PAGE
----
In the previous section, we talked about the Diagnosing Hypoxic-Ischemic Encephalopathy, or HIE. In this section, we will continue with covering prognosis and life expectancy for people who are affected by HIE and related conditions like Cerebral Palsy.
This information has been compiled from government sources, medical sources, and from consulting with experts on HIE.
Keep reading to learn more about prognosis and life expectancy for HIE.
What is the prognosis for HIE?
In some cases, the prognosis for HIE can start to take shape during the pregnancy itself. Doctors can pick up fetal distress signals and get an idea of the extent and cause of brain damage. However, some cases of HIE are not diagnosed until immediately after the child is born.
There are two main ways to decide the prognosis of a child with HIE after they have been born. These include Sarnat Staging and the APGAR Score.
Getting help for a child with HIE or Cerebral Palsy
can make a big difference
Because early intervention is often key to helping improve a child’s wellbeing, it’s important to act swiftly. At the Brown Trial Firm, our Houston birth injury attorneys can help you investigate your case, find answers to your questions, and determine whether you are entitled to compensation. We offer case reviews at no cost or obligation. Many birth injuries that cause cerebral palsy could have been prevented.
As we covered in our section on Diagnosing HIE, Sarnat Staging is a method of classification used specifically to diagnose HIE. There are three levels to this staging process— Grade I Mild, Grade II Moderate, and Grade III Severe. The components assessed with this tool include alertness, condition of muscles, presence of seizures, vision response, breathing ability, and the overall duration of symptoms.
In terms of prognosis, some children that classify as Grade I Mild sometimes deal with very mild symptoms that do not affect their life. Children with Grade III Severe symptoms may have to deal with lifelong disabilities.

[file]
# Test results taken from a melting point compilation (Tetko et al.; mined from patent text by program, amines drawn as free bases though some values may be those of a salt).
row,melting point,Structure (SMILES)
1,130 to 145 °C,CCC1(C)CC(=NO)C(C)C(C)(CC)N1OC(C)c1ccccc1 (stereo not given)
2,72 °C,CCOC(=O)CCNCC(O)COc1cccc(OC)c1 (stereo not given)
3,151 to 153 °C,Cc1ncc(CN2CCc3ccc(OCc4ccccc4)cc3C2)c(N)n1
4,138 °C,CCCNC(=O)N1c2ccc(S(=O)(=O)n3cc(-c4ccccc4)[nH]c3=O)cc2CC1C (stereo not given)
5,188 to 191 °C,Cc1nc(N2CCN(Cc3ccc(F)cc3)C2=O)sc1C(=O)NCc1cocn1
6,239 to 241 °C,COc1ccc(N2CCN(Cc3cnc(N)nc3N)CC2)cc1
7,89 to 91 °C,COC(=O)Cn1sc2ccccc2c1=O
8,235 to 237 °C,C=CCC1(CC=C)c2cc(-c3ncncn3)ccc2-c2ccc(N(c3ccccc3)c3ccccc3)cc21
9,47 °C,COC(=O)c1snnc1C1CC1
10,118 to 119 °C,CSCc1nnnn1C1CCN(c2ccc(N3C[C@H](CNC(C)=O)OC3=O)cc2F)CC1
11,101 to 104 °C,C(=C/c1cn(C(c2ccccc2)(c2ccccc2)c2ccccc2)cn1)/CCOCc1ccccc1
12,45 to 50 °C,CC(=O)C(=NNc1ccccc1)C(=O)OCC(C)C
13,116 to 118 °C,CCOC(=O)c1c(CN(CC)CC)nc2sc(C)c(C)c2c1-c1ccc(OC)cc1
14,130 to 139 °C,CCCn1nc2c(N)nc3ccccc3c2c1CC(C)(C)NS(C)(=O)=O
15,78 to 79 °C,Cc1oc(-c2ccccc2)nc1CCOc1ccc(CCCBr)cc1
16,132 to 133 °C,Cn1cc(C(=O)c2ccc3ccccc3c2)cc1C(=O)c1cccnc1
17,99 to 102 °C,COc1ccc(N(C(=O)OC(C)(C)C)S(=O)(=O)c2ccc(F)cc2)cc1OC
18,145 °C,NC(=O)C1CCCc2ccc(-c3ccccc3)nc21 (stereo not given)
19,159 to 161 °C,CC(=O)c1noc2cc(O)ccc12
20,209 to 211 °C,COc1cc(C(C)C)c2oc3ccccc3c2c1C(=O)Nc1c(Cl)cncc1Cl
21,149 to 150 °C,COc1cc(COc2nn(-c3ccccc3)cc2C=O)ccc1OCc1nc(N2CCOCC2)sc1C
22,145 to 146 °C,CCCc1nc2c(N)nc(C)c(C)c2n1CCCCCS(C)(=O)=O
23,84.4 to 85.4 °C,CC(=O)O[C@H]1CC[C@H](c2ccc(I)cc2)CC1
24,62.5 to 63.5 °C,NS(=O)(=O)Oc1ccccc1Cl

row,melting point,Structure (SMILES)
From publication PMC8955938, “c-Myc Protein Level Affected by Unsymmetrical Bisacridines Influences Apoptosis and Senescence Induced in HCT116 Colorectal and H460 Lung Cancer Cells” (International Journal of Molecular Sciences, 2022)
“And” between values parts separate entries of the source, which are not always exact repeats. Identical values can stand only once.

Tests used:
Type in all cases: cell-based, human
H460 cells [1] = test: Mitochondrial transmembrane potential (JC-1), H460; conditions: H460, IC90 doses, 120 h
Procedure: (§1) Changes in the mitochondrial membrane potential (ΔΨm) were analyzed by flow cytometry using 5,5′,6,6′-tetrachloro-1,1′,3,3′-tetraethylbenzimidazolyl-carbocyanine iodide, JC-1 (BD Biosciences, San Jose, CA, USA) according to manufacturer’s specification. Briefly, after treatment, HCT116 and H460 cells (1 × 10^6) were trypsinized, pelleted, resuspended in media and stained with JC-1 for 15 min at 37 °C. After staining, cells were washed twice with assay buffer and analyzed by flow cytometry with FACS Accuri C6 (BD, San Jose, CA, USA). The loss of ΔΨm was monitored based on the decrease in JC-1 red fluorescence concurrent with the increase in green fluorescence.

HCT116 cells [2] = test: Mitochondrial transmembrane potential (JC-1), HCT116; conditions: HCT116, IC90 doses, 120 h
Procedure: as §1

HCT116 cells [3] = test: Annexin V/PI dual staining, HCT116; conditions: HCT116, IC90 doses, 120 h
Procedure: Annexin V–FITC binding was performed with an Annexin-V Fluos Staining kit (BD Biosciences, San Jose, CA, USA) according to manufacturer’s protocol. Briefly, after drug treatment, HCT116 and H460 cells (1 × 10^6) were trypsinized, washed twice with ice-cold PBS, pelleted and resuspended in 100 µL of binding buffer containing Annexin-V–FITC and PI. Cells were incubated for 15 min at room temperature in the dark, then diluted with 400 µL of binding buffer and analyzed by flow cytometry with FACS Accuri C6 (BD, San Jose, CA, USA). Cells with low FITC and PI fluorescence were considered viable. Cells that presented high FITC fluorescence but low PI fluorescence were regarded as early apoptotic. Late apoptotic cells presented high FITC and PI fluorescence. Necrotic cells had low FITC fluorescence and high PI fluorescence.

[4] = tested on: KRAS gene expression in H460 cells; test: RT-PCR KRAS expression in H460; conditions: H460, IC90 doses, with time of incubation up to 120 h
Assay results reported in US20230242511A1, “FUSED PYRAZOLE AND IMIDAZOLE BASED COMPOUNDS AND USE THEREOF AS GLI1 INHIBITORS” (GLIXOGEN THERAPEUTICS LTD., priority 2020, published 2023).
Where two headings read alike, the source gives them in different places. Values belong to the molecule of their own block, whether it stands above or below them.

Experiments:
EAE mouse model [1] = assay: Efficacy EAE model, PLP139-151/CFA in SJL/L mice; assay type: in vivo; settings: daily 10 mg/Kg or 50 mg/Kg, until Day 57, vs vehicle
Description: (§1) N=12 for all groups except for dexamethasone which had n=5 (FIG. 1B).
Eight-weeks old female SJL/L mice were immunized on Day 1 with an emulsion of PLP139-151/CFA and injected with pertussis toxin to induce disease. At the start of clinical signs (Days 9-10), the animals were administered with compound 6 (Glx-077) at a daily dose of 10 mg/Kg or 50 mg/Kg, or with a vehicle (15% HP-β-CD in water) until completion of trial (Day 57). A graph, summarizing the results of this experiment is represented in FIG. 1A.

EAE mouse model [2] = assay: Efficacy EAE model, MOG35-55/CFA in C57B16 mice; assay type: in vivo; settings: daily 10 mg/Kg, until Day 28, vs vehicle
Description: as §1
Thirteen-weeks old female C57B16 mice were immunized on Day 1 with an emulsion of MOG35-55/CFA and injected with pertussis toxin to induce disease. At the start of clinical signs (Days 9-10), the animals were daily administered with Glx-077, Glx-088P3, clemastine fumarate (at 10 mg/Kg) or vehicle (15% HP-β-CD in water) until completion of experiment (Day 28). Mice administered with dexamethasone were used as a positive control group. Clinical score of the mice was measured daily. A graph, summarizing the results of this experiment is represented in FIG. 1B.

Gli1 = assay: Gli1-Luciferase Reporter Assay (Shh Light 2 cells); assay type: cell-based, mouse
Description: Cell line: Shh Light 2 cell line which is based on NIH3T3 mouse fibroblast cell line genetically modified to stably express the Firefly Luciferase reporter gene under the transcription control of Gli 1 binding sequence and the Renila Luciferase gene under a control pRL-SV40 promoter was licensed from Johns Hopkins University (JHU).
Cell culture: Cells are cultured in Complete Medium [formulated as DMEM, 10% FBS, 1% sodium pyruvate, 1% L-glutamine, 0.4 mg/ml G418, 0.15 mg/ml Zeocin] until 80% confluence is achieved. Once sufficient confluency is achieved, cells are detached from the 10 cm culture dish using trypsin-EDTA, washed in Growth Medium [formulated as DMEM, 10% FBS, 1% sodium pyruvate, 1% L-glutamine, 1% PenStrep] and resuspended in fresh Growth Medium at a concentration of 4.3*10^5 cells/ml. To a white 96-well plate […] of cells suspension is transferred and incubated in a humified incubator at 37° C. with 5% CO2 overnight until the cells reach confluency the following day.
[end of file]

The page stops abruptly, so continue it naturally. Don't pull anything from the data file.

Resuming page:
The APGAR Score
The APGAR Score is similar to Sarnat Scale with some key differences. The APGAR process is usually administered in normal and healthy births in addition to complicated births. This is done to evaluate the condition of the child and to assess any cause for treatment.
APGAR is an acronym that stands for Appearance, Pulse, Grimace, Activity, and Respiration. The skin condition of the child is assessed along with heart rate, reflexes, tone of the muscles, and respiratory ability. In general, a low score coupled with more than five minutes without symptom resolution can help lead to an HIE diagnosis. It is worth noting that an APGAR score on its own cannot properly determine HIE.
The long term outcomes of children with HIE can vary. The possible outcomes depend on a handful of key factors, including:
- The extent of the birth injury
- How long the baby was deprived of oxygen
- The condition of the baby during pregnancy before HIE occurred
- How quickly care was administered
- When the HIE diagnosis was made
- What part of the brain was damaged